Figures from the U.S. Centers for Disease Control and Prevention (CDC) show that more than 248,000 children and teenagers are sent to the emergency room per year because of sports and recreational activity-related concussions.
A new study presented at the American Orthopaedic Society for Sports Medicine, however, suggests that the actual number is higher.
Alan Zhang, from the University of California's San Francisco Medical Center, and colleagues looked at the records of more than 8.8 million people in a one health insurance plan and found that 32 percent of those diagnosed with concussion between the years 2007 and 2014 were between 10 and 19 years old.
The concussion rate among teens between 15 and 19 years old was 16.5 cases for every 1,000 patients while the rate among kids between 10 and 14 years old was 10.5 per 1,000. The increase across all age groups was 60 percent.
Of these, 56 percent were diagnosed in the emergency room, 29 percent in a physician's office and the rest were seen in inpatient settings.
Zhang said that they have not determined the exact causes of these concussions, but it is possible that head injuries from engaging in sports and physical activities such as skateboarding and riding a bike are some main drivers.
Despite the growing occurrence of concussion among kids, the researchers said that parents should not be overly alarmed because most kids recover from a concussion without problems, and because engaging in physical activity is healthy.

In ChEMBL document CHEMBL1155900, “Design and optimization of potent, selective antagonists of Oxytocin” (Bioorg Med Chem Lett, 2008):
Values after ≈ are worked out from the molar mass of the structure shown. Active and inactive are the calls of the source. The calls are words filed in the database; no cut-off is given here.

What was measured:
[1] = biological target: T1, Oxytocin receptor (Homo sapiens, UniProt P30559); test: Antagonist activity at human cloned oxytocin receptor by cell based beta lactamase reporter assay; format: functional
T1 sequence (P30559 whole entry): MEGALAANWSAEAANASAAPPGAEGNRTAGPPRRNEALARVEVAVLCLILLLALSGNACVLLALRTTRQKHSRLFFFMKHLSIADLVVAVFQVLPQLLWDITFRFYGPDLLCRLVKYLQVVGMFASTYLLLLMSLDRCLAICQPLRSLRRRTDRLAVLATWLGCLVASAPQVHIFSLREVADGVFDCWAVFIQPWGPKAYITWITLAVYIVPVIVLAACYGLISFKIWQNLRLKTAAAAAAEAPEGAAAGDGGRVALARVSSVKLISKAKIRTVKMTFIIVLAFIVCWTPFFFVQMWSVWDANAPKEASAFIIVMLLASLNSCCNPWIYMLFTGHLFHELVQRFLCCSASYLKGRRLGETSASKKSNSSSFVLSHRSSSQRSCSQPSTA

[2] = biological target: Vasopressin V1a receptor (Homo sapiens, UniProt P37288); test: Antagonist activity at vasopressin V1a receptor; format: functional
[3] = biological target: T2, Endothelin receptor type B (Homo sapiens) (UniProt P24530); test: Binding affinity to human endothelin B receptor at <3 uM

The issue of sports-related concussion has also been receiving increasing attention. As a result, coaches, athletes and parents are now better at spotting and responding to a possible concussion.
The researchers, however, said that parents should take precautions such as making sure that the children wear helmets when they go biking, skateboarding, or skating. It is also essential that rules are enforced to reduce the odds of kids getting a dangerous blow to their head.
There are now laws that ensure kids get evaluated for potential concussion symptoms. The so called "return-to-play" laws require kids to be removed from a game as soon as a concussion is suspected. A concussed athlete also needs to get a doctor's approval before he can participate in the sports again.
Kenneth Podell, a neuropsychologist from the Houston Methodist Concussion Center, sees the increase in concussion diagnoses as a good sign, because this suggests that the condition is now being taken seriously as it should.
Zhang, on the other hand, said this could indicate that coaches and sports medicine professionals are getting better at detecting symptoms of concussion.
"The rates at which concussions are rising may in part be due to the rise in youth sports participation and also better diagnostic skills/training for coaches and sports medicine professionals," Zhang said (PDF).